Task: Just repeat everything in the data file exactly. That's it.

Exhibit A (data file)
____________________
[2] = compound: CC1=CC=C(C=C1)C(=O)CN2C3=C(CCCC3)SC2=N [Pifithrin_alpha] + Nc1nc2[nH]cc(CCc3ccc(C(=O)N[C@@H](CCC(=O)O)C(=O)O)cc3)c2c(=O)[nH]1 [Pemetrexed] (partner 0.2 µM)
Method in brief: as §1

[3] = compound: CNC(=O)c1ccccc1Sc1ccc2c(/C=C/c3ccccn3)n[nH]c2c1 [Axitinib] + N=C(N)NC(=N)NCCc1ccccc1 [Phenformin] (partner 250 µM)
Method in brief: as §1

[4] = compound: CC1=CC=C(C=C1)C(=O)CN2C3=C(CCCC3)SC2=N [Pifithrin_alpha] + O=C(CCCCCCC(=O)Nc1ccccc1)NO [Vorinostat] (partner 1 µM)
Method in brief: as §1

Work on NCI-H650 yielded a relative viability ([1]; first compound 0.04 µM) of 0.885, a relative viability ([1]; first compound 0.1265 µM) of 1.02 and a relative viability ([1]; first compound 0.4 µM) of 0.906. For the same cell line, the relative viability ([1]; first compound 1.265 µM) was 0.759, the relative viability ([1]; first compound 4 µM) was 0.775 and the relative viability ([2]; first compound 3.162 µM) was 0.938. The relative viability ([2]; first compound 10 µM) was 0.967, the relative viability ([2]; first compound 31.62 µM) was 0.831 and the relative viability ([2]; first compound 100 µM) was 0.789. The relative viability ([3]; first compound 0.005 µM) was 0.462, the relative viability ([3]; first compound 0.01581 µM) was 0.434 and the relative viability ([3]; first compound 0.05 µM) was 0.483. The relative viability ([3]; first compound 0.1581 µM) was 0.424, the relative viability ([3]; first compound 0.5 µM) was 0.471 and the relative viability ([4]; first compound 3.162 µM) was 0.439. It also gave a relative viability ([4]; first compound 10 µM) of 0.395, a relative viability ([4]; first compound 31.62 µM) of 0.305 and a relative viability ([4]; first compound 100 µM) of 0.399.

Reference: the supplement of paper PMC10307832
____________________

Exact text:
[2] = compound: CC1=CC=C(C=C1)C(=O)CN2C3=C(CCCC3)SC2=N [Pifithrin_alpha] + Nc1nc2[nH]cc(CCc3ccc(C(=O)N[C@@H](CCC(=O)O)C(=O)O)cc3)c2c(=O)[nH]1 [Pemetrexed] (partner 0.2 µM)
Method in brief: as §1

[3] = compound: CNC(=O)c1ccccc1Sc1ccc2c(/C=C/c3ccccn3)n[nH]c2c1 [Axitinib] + N=C(N)NC(=N)NCCc1ccccc1 [Phenformin] (partner 250 µM)
Method in brief: as §1

[4] = compound: CC1=CC=C(C=C1)C(=O)CN2C3=C(CCCC3)SC2=N [Pifithrin_alpha] + O=C(CCCCCCC(=O)Nc1ccccc1)NO [Vorinostat] (partner 1 µM)
Method in brief: as §1

Work on NCI-H650 yielded a relative viability ([1]; first compound 0.04 µM) of 0.885, a relative viability ([1]; first compound 0.1265 µM) of 1.02 and a relative viability ([1]; first compound 0.4 µM) of 0.906. For the same cell line, the relative viability ([1]; first compound 1.265 µM) was 0.759, the relative viability ([1]; first compound 4 µM) was 0.775 and the relative viability ([2]; first compound 3.162 µM) was 0.938. The relative viability ([2]; first compound 10 µM) was 0.967, the relative viability ([2]; first compound 31.62 µM) was 0.831 and the relative viability ([2]; first compound 100 µM) was 0.789. The relative viability ([3]; first compound 0.005 µM) was 0.462, the relative viability ([3]; first compound 0.01581 µM) was 0.434 and the relative viability ([3]; first compound 0.05 µM) was 0.483. The relative viability ([3]; first compound 0.1581 µM) was 0.424, the relative viability ([3]; first compound 0.5 µM) was 0.471 and the relative viability ([4]; first compound 3.162 µM) was 0.439. It also gave a relative viability ([4]; first compound 10 µM) of 0.395, a relative viability ([4]; first compound 31.62 µM) of 0.305 and a relative viability ([4]; first compound 100 µM) of 0.399.

Reference: the supplement of paper PMC10307832